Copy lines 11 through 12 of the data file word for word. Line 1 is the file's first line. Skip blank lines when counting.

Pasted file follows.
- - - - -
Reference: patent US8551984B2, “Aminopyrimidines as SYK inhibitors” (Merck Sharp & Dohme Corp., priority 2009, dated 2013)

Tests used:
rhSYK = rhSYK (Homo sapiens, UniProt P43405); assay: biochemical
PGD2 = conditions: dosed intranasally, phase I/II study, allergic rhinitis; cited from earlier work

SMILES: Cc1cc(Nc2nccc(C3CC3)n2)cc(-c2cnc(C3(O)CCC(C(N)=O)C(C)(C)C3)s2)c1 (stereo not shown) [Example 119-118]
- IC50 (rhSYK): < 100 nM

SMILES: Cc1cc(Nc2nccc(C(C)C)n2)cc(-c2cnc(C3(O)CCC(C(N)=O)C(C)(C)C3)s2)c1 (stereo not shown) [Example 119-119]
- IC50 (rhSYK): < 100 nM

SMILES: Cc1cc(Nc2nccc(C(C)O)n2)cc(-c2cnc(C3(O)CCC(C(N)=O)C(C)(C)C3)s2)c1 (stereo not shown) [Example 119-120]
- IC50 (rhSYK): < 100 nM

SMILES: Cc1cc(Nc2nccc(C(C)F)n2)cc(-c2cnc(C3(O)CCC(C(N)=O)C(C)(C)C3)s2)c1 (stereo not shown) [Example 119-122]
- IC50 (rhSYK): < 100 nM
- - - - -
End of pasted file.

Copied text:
SMILES: Cc1cc(Nc2nccc(C(C)F)n2)cc(-c2cnc(C3(O)CCC(C(N)=O)C(C)(C)C3)s2)c1 (stereo not shown) [Example 119-122]
- IC50 (rhSYK): < 100 nM